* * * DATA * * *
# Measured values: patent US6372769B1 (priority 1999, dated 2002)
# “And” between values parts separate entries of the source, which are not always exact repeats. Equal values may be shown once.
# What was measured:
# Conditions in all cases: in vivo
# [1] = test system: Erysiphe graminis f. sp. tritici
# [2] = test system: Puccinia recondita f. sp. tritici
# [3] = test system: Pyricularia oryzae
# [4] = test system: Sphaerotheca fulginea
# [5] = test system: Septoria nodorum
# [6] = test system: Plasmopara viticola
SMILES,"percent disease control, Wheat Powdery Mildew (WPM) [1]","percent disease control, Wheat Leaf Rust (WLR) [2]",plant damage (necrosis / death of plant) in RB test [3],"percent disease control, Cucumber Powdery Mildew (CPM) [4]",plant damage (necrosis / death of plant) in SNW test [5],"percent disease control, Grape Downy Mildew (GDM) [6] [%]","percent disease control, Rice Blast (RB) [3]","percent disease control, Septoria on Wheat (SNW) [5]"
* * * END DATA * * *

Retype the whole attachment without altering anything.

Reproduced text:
# Measured values: patent US6372769B1 (priority 1999, dated 2002)
# “And” between values parts separate entries of the source, which are not always exact repeats. Equal values may be shown once.
# What was measured:
# Conditions in all cases: in vivo
# [1] = test system: Erysiphe graminis f. sp. tritici
# [2] = test system: Puccinia recondita f. sp. tritici
# [3] = test system: Pyricularia oryzae
# [4] = test system: Sphaerotheca fulginea
# [5] = test system: Septoria nodorum
# [6] = test system: Plasmopara viticola
SMILES,"percent disease control, Wheat Powdery Mildew (WPM) [1]","percent disease control, Wheat Leaf Rust (WLR) [2]",plant damage (necrosis / death of plant) in RB test [3],"percent disease control, Cucumber Powdery Mildew (CPM) [4]",plant damage (necrosis / death of plant) in SNW test [5],"percent disease control, Grape Downy Mildew (GDM) [6] [%]","percent disease control, Rice Blast (RB) [3]","percent disease control, Septoria on Wheat (SNW) [5]"